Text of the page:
Reign of Tenor

Sondra Radvanovsky as Maddalena di Coigny, ROH 2019, photo by Catherine Ashmore

Reign of Tenor

Review of Andrea Chénier, dramma istorico, music composed by Umberto Giordano, libretto by Luigi Illica, directed by Sir David McVicar, conducted by Daniel Oren, Royal Opera, 20th May 2019, reviewed by Leslie Jones

At Contessa de Coigny’s soirée, poet Andrea Chénier condemns the church’s lack compassion for the poor and by implication that of his fellow guests. They pointedly turn their back on him. The aristocracy are evidently living in a parallel universe, in which manners, fine clothing and persiflage predominate. The performance of a short ballet, followed by a gavotte, symbolises their cocooned and refined existence. But Chénier’s impassioned and improvised declamation does not fall on deaf ears. Footman Carlo Gérard quits his position and takes off his “uniform of shame”. He allows some starving peasants (gilets jaunes?) into the château, predicting the downfall of an “evil race”. And Maddalena de Coigny (soprano Sondra Radvanovsky, on fine form) is no less moved by Chénier’s words. Judging by our clapometer, Gérard (Dimitri Platanias) and Chénier (Roberto Alagna) were not just rivals for Maddalena’s affections but for those of the audience.

As John Snelson notes in the official programme (‘Background and Foreground’) there are striking parallels between Giordano’s Andrea Chénier, first performed in 1896 and Puccini’s contemporaneous oeuvre. Both composers shared the same librettist, Luigi Illica. For the poet Chénier read the artist Cavaradossi. When Maddalena comes to plead for Chénier’s life, Gérard is prepared to force himself upon her. Like Baron Scarpia, he is a slave to “violent passions”. But unlike Scarpia, “he has a conscience and indeed will act upon it”. And Maddalena, frightened and alone after her mother’s murder by the mob, brings to mind Manon Lescaut. But the dubious notion of death as the apotheosis or triumph of love, as articulated by Chénier and Maddalena in Vicino a te s’acqueta, is distinctly Wagnerian.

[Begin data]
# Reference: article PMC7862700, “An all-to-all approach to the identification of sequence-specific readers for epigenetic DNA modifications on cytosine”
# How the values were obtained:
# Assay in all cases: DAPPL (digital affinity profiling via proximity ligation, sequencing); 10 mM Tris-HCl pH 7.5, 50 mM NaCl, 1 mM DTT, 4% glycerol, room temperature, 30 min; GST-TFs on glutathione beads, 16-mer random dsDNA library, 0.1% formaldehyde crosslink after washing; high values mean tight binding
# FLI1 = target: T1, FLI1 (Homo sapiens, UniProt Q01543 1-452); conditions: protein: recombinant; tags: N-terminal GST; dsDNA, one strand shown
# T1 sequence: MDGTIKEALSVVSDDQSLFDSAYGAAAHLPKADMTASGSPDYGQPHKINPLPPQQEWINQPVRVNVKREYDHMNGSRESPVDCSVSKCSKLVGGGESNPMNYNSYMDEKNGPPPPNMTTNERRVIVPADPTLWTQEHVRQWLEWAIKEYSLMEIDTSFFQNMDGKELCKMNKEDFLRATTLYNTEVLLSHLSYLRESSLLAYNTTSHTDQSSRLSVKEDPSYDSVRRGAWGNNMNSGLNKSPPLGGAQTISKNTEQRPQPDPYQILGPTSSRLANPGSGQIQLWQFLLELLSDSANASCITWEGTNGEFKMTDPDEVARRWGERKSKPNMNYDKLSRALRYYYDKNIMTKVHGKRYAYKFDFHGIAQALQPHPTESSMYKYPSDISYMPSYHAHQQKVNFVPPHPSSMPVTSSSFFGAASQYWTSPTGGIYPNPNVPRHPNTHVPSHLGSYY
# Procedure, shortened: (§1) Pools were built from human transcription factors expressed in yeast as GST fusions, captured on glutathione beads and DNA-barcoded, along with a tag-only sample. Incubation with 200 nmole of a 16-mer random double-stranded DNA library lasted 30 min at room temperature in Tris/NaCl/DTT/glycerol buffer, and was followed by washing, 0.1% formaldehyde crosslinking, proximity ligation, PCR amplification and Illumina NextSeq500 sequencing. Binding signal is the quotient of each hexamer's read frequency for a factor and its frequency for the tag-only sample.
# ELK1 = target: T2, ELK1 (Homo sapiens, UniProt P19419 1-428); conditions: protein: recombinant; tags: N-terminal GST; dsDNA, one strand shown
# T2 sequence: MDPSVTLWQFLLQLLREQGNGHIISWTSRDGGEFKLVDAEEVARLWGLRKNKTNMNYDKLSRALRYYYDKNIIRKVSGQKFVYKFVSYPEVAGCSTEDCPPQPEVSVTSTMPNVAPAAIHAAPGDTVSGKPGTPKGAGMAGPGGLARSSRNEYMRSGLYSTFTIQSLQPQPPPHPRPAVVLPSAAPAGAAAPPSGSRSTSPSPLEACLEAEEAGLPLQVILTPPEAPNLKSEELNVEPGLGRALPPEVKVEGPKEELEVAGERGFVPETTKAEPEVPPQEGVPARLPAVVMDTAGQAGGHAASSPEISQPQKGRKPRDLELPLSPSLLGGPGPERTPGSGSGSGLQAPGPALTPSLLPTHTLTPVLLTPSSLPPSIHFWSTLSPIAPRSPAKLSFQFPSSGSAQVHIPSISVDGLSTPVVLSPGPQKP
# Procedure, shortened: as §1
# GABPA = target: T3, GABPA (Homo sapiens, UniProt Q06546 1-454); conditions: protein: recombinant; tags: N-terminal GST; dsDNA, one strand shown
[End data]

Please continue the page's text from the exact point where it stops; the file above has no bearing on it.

Commentators consider Giordano’s “handling of French Revolutionary motifs and sentiments…remarkably cogent” (Gregory Dart, official programme, ‘Revolutionary Moments’). And Andrea Chénier is replete with crowd pleasing arias and duets. Two minor quibbles, however. First, the lack of sexual chemistry between Alagna and Radvanovsky. And second, the increasingly tiresome use of graffiti in opera. Yet all in all, a memorable evening.

Dr Leslie Jones is Editor of QR

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